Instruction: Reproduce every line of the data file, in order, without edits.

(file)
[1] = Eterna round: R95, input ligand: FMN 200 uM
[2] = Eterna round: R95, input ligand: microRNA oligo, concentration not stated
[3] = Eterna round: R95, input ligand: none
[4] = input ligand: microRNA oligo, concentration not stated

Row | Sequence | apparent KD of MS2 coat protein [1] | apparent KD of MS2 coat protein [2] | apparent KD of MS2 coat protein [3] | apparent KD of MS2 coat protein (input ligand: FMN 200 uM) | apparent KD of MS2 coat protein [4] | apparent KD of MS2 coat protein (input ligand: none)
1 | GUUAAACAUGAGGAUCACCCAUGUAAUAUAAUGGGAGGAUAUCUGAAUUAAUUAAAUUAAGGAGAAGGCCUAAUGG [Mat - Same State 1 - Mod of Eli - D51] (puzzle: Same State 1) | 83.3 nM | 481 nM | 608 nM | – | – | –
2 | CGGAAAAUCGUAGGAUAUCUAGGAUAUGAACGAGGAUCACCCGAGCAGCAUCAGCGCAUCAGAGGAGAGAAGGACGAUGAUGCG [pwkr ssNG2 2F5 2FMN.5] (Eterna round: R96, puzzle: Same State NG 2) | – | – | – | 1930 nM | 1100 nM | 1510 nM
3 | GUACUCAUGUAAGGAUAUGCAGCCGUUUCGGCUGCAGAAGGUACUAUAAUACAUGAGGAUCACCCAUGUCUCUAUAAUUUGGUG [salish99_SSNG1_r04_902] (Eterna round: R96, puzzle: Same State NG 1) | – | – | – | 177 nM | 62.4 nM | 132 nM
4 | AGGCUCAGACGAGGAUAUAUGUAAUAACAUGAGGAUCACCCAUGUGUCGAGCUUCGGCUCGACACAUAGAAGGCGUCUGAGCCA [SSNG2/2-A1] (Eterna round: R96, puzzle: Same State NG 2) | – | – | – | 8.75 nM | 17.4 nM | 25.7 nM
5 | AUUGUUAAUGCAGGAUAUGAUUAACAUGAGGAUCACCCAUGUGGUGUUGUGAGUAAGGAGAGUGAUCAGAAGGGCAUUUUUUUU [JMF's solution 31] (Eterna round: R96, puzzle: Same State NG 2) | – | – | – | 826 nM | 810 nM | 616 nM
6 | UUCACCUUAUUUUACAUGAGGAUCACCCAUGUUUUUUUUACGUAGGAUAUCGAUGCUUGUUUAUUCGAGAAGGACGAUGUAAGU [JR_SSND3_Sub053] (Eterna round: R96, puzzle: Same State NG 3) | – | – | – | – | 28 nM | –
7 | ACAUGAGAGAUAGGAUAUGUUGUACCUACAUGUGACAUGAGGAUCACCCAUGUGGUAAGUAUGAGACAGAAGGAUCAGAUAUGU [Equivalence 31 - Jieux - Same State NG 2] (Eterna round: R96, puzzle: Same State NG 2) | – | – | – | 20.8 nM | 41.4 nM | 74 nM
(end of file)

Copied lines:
[1] = Eterna round: R95, input ligand: FMN 200 uM
[2] = Eterna round: R95, input ligand: microRNA oligo, concentration not stated
[3] = Eterna round: R95, input ligand: none
[4] = input ligand: microRNA oligo, concentration not stated

Row | Sequence | apparent KD of MS2 coat protein [1] | apparent KD of MS2 coat protein [2] | apparent KD of MS2 coat protein [3] | apparent KD of MS2 coat protein (input ligand: FMN 200 uM) | apparent KD of MS2 coat protein [4] | apparent KD of MS2 coat protein (input ligand: none)
1 | GUUAAACAUGAGGAUCACCCAUGUAAUAUAAUGGGAGGAUAUCUGAAUUAAUUAAAUUAAGGAGAAGGCCUAAUGG [Mat - Same State 1 - Mod of Eli - D51] (puzzle: Same State 1) | 83.3 nM | 481 nM | 608 nM | – | – | –
2 | CGGAAAAUCGUAGGAUAUCUAGGAUAUGAACGAGGAUCACCCGAGCAGCAUCAGCGCAUCAGAGGAGAGAAGGACGAUGAUGCG [pwkr ssNG2 2F5 2FMN.5] (Eterna round: R96, puzzle: Same State NG 2) | – | – | – | 1930 nM | 1100 nM | 1510 nM
3 | GUACUCAUGUAAGGAUAUGCAGCCGUUUCGGCUGCAGAAGGUACUAUAAUACAUGAGGAUCACCCAUGUCUCUAUAAUUUGGUG [salish99_SSNG1_r04_902] (Eterna round: R96, puzzle: Same State NG 1) | – | – | – | 177 nM | 62.4 nM | 132 nM
4 | AGGCUCAGACGAGGAUAUAUGUAAUAACAUGAGGAUCACCCAUGUGUCGAGCUUCGGCUCGACACAUAGAAGGCGUCUGAGCCA [SSNG2/2-A1] (Eterna round: R96, puzzle: Same State NG 2) | – | – | – | 8.75 nM | 17.4 nM | 25.7 nM
5 | AUUGUUAAUGCAGGAUAUGAUUAACAUGAGGAUCACCCAUGUGGUGUUGUGAGUAAGGAGAGUGAUCAGAAGGGCAUUUUUUUU [JMF's solution 31] (Eterna round: R96, puzzle: Same State NG 2) | – | – | – | 826 nM | 810 nM | 616 nM
6 | UUCACCUUAUUUUACAUGAGGAUCACCCAUGUUUUUUUUACGUAGGAUAUCGAUGCUUGUUUAUUCGAGAAGGACGAUGUAAGU [JR_SSND3_Sub053] (Eterna round: R96, puzzle: Same State NG 3) | – | – | – | – | 28 nM | –
7 | ACAUGAGAGAUAGGAUAUGUUGUACCUACAUGUGACAUGAGGAUCACCCAUGUGGUAAGUAUGAGACAGAAGGAUCAGAUAUGU [Equivalence 31 - Jieux - Same State NG 2] (Eterna round: R96, puzzle: Same State NG 2) | – | – | – | 20.8 nM | 41.4 nM | 74 nM